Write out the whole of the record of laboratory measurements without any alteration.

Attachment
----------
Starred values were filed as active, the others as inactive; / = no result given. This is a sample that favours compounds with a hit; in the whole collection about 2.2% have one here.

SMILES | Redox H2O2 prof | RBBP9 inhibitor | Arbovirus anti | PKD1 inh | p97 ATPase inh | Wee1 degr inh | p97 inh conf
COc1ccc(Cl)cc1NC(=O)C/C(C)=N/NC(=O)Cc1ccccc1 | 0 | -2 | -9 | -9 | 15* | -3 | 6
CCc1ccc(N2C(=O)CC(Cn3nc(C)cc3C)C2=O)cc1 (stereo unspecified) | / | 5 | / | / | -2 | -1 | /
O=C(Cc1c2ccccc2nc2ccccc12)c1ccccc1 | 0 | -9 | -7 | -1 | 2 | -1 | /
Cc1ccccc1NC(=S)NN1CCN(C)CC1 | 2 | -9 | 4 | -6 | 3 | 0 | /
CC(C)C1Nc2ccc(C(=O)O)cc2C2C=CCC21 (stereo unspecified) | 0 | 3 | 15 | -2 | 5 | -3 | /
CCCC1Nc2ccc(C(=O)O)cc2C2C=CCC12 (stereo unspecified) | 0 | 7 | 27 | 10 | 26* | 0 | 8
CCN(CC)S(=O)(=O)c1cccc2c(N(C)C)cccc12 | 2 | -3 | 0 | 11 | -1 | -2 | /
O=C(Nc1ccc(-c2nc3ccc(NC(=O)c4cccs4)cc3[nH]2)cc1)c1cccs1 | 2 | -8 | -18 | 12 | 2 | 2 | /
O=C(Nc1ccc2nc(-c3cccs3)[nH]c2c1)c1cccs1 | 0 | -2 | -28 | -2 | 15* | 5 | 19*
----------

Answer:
Starred values were filed as active, the others as inactive; / = no result given. This is a sample that favours compounds with a hit; in the whole collection about 2.2% have one here.

SMILES | Redox H2O2 prof | RBBP9 inhibitor | Arbovirus anti | PKD1 inh | p97 ATPase inh | Wee1 degr inh | p97 inh conf
COc1ccc(Cl)cc1NC(=O)C/C(C)=N/NC(=O)Cc1ccccc1 | 0 | -2 | -9 | -9 | 15* | -3 | 6
CCc1ccc(N2C(=O)CC(Cn3nc(C)cc3C)C2=O)cc1 (stereo unspecified) | / | 5 | / | / | -2 | -1 | /
O=C(Cc1c2ccccc2nc2ccccc12)c1ccccc1 | 0 | -9 | -7 | -1 | 2 | -1 | /
Cc1ccccc1NC(=S)NN1CCN(C)CC1 | 2 | -9 | 4 | -6 | 3 | 0 | /
CC(C)C1Nc2ccc(C(=O)O)cc2C2C=CCC21 (stereo unspecified) | 0 | 3 | 15 | -2 | 5 | -3 | /
CCCC1Nc2ccc(C(=O)O)cc2C2C=CCC12 (stereo unspecified) | 0 | 7 | 27 | 10 | 26* | 0 | 8
CCN(CC)S(=O)(=O)c1cccc2c(N(C)C)cccc12 | 2 | -3 | 0 | 11 | -1 | -2 | /
O=C(Nc1ccc(-c2nc3ccc(NC(=O)c4cccs4)cc3[nH]2)cc1)c1cccs1 | 2 | -8 | -18 | 12 | 2 | 2 | /
O=C(Nc1ccc2nc(-c3cccs3)[nH]c2c1)c1cccs1 | 0 | -2 | -28 | -2 | 15* | 5 | 19*